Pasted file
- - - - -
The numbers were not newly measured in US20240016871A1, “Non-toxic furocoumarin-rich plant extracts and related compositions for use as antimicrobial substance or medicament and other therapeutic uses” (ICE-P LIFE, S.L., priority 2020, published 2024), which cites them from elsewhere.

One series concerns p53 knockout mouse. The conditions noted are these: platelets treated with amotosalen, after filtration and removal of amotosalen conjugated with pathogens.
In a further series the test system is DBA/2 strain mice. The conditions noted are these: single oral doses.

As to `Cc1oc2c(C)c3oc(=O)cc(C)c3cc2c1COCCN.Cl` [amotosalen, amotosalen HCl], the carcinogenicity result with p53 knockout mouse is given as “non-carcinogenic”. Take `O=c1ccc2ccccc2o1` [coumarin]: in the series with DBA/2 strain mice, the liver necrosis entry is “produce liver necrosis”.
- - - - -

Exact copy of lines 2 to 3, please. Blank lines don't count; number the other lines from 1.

One series concerns p53 knockout mouse. The conditions noted are these: platelets treated with amotosalen, after filtration and removal of amotosalen conjugated with pathogens.
In a further series the test system is DBA/2 strain mice. The conditions noted are these: single oral doses.